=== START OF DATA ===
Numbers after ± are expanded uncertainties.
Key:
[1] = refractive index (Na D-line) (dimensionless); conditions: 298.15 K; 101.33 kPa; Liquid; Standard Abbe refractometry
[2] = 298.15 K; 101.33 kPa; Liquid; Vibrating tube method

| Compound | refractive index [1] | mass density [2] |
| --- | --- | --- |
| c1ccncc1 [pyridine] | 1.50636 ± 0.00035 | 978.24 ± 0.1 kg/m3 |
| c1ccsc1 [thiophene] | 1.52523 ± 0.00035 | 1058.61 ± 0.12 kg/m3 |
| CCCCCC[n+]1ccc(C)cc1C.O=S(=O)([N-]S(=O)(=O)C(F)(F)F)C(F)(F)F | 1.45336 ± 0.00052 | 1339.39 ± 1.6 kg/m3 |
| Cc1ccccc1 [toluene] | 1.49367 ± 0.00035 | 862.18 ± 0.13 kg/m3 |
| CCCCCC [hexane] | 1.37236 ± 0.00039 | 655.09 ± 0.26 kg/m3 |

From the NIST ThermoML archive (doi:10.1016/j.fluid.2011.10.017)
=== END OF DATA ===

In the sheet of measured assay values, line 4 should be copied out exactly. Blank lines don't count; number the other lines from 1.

[2] = 298.15 K; 101.33 kPa; Liquid; Vibrating tube method